The Cathedral’s west entrance was finished in 1188 with the culmination of Romanesque sculpture: the “Pórtico de la Gloria.” This magnificent series of three arches, sculpted by Maestro Mateo in only 20 years, endows the vestibule with a high degree of symbolism, whose interpretation is linked to that of the other three exterior façades: original sin, Redemption and Final Judgment. More than 200 granite figures, which had never before been depicted so vividly and expressively in the Middle Ages, interact in a living painting to compose a theological message centred on Man’s Salvation.
The Portico should also be understood as a symbolic ensemble of Heavenly Jerusalem, made up of the lower crypt, the three-arch portico itself and the gallery, at the top of the church, corresponding to Earth, Final Judgement and Glory.
The Portico is made up of three arches, for each of the Cathedral’s naves, with their respective timpanums, archivolts and columns; a lower plinth, a central column or mullion, sections of back-façade (facing the Obradoiro façade) and vault.
The central arch displays the Apocalyptic vision of Heavenly Jerusalem: the resurrected Christ, surrounded by the four Evangelists and their emblems: Lucas is writing his Gospel on a bull, John on an eagle, Mark on a lion, while Matthew appears with his tax collector’s box. Among therm are the righteous ones and below, an entourage of angels carrying the instruments of the Passion. Above this ensemble, on the archivolt, the 24 elders of the Apocalypse are speaking to each other, tuning their instruments to intone the song of Glory.
Mullion and plinth
The Cathedral’s patron saint, the Apostle James, dominates the central marble column. This mullion, sculpted with the Tree of Jesse or Christ’s genealogy, features halfway up the profound marks left by the pilgrims’ hands.
The plinth all around the Portico depicts monsters, wild beasts and heroes of Antiquity, crushed by the Church’s victory. According to other authors, these symbolise a passage from the Book of Daniel. Behind the column is the figure of Maestro Mateo, kneeling down and looking devotedly to the altar.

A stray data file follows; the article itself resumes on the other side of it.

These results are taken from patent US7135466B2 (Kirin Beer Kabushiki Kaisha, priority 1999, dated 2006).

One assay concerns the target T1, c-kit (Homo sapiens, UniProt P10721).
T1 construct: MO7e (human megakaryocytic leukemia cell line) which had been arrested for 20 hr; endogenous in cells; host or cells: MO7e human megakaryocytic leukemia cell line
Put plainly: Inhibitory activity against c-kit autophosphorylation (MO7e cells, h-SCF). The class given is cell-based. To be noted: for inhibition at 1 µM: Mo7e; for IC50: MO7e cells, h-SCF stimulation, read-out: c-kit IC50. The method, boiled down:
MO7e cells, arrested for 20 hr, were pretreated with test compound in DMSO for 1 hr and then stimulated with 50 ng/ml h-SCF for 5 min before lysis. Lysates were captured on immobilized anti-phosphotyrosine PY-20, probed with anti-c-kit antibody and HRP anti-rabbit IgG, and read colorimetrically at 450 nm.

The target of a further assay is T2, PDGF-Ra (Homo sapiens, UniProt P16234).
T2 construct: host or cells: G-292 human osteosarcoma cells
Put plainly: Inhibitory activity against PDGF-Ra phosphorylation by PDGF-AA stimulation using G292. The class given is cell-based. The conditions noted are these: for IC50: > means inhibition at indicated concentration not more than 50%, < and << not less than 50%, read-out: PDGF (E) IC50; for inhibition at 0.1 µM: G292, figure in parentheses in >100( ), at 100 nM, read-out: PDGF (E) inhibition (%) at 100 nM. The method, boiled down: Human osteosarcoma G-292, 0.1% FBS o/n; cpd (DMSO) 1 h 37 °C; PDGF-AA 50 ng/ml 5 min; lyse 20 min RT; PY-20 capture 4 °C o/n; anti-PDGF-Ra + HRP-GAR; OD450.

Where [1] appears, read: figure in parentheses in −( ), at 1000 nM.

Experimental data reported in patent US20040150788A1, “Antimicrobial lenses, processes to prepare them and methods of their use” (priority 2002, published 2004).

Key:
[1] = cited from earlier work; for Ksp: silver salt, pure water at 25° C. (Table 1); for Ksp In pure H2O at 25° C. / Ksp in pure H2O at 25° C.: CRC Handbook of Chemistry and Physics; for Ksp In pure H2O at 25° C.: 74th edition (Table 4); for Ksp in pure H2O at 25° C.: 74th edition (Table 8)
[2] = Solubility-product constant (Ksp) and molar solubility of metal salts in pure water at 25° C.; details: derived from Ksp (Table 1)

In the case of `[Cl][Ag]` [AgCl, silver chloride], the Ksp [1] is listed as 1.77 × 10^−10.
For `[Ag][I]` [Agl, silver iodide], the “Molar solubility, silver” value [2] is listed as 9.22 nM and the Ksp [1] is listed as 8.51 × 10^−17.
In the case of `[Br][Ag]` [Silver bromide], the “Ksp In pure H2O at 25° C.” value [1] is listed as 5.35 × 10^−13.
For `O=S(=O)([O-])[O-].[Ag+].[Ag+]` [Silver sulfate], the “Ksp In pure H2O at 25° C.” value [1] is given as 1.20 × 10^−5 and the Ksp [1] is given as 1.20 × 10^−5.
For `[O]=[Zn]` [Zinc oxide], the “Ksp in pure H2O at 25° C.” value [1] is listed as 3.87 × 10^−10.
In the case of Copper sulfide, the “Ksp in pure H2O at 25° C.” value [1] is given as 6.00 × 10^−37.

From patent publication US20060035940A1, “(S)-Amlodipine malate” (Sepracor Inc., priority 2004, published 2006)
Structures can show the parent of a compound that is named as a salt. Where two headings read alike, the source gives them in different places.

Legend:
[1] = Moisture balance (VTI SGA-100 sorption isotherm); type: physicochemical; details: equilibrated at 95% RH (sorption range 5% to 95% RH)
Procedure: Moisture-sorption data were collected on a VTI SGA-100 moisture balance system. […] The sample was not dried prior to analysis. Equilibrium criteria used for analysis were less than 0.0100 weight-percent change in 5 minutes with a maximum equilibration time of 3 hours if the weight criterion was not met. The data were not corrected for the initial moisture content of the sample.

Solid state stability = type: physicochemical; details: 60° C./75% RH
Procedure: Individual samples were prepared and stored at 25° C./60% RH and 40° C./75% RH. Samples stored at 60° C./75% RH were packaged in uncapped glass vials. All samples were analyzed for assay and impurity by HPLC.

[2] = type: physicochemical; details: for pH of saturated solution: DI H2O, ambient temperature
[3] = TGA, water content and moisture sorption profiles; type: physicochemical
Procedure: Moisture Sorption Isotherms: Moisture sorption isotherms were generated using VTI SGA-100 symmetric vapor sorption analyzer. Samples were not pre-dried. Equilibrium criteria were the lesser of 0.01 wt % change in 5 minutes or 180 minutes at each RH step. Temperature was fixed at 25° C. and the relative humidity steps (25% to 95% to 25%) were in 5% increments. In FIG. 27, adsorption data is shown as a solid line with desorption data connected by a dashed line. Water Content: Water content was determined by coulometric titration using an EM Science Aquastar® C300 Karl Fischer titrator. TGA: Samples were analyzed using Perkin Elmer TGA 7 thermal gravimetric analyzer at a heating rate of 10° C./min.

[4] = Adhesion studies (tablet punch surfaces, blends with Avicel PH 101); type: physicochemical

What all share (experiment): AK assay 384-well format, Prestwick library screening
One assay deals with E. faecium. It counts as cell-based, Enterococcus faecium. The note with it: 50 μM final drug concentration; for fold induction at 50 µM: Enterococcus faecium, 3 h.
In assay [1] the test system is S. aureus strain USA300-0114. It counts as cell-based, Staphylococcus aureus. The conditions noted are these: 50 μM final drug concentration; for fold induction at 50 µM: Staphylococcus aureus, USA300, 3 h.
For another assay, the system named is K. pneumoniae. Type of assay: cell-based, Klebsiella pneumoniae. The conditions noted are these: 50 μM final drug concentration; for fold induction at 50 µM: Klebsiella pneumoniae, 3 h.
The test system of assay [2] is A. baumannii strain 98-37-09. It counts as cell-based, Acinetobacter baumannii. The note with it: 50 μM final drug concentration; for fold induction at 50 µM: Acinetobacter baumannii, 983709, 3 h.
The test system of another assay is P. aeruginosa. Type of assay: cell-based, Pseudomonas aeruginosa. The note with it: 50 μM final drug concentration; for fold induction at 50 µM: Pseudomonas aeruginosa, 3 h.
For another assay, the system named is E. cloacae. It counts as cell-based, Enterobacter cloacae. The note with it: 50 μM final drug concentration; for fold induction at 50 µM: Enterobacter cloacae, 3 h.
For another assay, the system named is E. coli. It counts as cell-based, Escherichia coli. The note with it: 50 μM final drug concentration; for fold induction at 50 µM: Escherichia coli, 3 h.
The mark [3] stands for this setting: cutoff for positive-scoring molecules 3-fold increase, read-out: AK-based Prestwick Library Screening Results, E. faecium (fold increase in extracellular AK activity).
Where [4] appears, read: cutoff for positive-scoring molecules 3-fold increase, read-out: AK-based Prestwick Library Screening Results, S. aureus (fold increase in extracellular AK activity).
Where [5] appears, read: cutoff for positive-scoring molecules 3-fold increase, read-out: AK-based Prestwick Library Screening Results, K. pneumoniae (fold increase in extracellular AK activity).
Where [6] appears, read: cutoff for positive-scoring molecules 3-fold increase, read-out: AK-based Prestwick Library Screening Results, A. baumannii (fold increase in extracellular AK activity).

The Portico’s entire left side is devoted to the Old Testament and the Jewish People, while the right hand depicts the New Testament and the Gentiles.
The left side arch is supported by columns depicting the prophets: from the interior to the exterior, Moses, Isaiah, Daniel and Jeremiah. Among the faces, the smiling Daniel stands out; his naturalness was historical. These were the first steps of the Gothic style in Compostela, also announced by the transept vault: Maestro Mateo probably introduced this type of vault in Spain, since there are none prior to the one he used in the crypt below the Portico. But others prefer to see in this smile on the young prophet’s face, a nod to the figure of the beautiful Esther, beside the Obradoiro doors, where she is accompanied by other Old Testament characters. Their presence makes some Portico scholars think that the Portico is the stone depiction of a medieval liturgical drama, called Ordo Prophetarum. This sacred music composition is in fact performed every year in the Cathedral around Christmastime.
The right arch, for its part, is devoted to the Final Judgment, and is supported by figures of the apostles: Peter, Paul, James and John, whose face also has a smile. In the archivolts, it is worth mentioning the graphic depiction of the torments experienced by those condemned to Hell: the drinker is trying to swallow liquids upside down; the glutton is trying to eat a pie while a snake is squeezing his throat; greedy persons have their hands and feet tied…
Opposite this scene, beside the Obradoiro doors, are characters from the New Testament such as St. Jude Thaddeus, St. John the Baptist, St. Bartholomew and St. Thomas. In relation to these, people usually say that they are conversing, with the Baptist telling the others to keep quiet in the church.